In our previous post, we explored the intricacies of the control service in the Pinect hand-free console and how it expertly captures and processes the gamer’s stream position. But what’s a control service without a game to put it to use?
That’s why in this post, we’re excited to introduce the 2D arcade game for our console named PiBall. This is a unique blend of football and table tennis, allowing for a fast-paced and exciting two-player local network match. Challenge your friends and see who comes out on top in this thrilling game. The best part is that, on the Pinect console, developing it is just as simple as creating a typical Android application, but what sets it apart is its seamless integration with the control service through the use of AIDL (Android Interface Definition Language). This allows for a fast and efficient interaction between the game and the controller service, ensuring a smooth and lag-free gaming experience.
Implementing AIDL in the controller service is simple, it’s as easy as creating a Java interface with the getPosition method that returns the gamer’s stream position. Once that’s done, game developers can easily integrate this interface into their game, allowing them to access the stream position in real-time.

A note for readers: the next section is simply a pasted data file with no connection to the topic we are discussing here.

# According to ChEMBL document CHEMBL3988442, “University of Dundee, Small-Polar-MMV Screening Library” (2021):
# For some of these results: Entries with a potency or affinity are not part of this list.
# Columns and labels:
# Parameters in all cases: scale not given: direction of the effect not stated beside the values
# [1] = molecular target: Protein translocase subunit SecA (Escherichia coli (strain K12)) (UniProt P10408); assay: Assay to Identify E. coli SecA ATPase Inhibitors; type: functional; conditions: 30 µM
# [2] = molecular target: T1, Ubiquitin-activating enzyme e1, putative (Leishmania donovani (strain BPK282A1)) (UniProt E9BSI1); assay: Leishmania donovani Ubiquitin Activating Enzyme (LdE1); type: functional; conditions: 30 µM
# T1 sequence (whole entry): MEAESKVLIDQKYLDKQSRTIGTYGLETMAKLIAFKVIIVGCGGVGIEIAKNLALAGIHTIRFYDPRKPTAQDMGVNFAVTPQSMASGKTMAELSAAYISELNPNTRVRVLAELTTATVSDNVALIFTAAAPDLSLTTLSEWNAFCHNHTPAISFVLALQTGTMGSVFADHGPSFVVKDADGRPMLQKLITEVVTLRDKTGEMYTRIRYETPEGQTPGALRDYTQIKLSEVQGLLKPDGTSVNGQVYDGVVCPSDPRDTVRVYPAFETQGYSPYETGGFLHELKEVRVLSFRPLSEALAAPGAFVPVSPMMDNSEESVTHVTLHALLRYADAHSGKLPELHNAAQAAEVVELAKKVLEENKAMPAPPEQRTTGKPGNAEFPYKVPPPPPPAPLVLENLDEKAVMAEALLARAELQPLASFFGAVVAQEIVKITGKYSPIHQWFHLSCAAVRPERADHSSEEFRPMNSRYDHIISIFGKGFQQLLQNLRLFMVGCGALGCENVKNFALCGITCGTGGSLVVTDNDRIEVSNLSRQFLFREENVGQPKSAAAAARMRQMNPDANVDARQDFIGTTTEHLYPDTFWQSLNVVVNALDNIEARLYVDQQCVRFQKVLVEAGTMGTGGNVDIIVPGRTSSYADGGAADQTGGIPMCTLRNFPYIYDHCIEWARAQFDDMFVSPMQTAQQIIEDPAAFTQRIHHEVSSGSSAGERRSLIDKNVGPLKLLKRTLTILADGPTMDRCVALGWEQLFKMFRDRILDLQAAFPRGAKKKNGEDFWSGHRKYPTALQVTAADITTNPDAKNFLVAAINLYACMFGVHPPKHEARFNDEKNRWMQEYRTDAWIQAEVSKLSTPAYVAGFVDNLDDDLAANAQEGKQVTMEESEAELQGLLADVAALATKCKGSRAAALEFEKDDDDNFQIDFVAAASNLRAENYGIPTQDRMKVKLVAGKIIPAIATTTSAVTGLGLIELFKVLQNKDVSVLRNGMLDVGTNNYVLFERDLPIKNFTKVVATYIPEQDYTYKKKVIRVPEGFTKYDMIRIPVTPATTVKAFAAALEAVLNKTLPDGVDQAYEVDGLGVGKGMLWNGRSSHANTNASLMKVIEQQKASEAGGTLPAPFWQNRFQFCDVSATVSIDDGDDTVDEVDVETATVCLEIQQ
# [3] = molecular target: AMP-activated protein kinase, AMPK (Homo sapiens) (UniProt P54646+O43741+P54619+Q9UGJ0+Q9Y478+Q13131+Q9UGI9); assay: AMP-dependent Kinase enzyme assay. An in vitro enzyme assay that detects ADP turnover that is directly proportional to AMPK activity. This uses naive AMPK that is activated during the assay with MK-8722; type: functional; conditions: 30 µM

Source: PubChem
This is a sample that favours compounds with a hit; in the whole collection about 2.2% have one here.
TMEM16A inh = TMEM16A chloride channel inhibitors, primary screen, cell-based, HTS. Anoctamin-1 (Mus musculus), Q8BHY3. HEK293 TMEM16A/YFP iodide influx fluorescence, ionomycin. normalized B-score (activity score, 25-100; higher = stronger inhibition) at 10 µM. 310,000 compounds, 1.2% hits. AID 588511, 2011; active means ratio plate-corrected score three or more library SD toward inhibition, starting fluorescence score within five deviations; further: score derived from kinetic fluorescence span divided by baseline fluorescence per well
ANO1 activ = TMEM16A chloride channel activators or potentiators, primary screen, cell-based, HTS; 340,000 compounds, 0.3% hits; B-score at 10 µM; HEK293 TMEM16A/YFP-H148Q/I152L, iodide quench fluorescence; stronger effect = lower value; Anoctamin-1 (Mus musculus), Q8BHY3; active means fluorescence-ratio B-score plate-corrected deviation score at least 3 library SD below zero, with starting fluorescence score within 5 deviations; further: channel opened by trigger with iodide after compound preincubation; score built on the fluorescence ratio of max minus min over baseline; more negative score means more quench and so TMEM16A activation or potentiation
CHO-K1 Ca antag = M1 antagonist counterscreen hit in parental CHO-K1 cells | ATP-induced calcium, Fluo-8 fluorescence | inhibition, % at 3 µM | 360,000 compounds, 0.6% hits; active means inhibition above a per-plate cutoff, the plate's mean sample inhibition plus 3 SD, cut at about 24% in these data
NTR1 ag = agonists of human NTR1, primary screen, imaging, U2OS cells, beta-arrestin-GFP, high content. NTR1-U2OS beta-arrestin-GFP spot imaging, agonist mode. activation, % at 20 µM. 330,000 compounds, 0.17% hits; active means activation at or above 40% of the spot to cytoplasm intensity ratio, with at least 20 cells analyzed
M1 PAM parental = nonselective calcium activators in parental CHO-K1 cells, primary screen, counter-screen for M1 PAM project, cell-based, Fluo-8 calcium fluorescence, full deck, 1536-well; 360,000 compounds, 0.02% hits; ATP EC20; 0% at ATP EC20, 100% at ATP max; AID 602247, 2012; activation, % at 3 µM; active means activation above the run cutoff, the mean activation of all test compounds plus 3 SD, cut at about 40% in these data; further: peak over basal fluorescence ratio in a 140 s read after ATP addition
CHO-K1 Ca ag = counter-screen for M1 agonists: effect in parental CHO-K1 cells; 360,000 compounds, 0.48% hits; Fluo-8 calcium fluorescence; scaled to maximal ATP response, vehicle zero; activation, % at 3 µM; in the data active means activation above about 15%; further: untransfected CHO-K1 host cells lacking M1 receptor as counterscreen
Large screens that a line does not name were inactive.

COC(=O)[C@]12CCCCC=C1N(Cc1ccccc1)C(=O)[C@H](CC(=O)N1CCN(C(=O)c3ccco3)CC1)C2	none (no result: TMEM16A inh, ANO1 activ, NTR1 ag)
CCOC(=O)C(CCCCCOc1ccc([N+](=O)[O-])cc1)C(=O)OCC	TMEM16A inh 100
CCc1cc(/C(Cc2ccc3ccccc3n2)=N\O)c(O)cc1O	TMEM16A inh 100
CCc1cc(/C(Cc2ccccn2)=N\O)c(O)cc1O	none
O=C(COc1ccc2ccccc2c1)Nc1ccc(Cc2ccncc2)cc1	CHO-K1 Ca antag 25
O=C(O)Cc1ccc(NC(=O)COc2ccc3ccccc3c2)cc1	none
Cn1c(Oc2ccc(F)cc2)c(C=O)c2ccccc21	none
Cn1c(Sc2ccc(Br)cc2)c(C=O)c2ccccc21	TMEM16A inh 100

However, there’s more to it than just returning a simple set of coordinates. The “getPosition” method not only returns a value from 0 to 1000 in relative coordinates, but it also includes additional information by returning negative values as well. These negative values convey the current state of the controller service, without the need for extra methods.
Creating a game for the Pinect console is a fairly simple task, as the console runs on the Android operating system. One of the most popular ways to create a game for the Pinect console is to use a game engine or framework. There are many options available, including Unity, Godot, Defold, Corona, Cocos2D, LibGDX etc.
I chose to use the LibGDX framework for my game development, as I am familiar with the Java programming language and all android services in the Pinect project were written by Java. LibGDX being a Java-based framework, it was a natural choice for me to make as it integrates seamlessly with the existing codebase of the Pinect project. Additionally, it provides a comprehensive set of tools for game development, including a 2D renderer, physics engine, and many other features. This made it easy for me to create a high-quality 2D arcade game for the Pinect console.
The architecture of my Piball game is similar to that of other 2D games developed using the LibGDX framework. It consists of several main components, including the game loop and renderer.
In my Piball game, the game loop updates the position, velocity and other attributes of the objects on the screen like the ball and paddles. It also checks if the ball collides with the paddles or the walls, and updates the game state accordingly. The game loop also handles the scoring and the game over conditions. It keeps track of the score, and when the ball goes out of bounds, the game loop updates the score and determine if the game is over.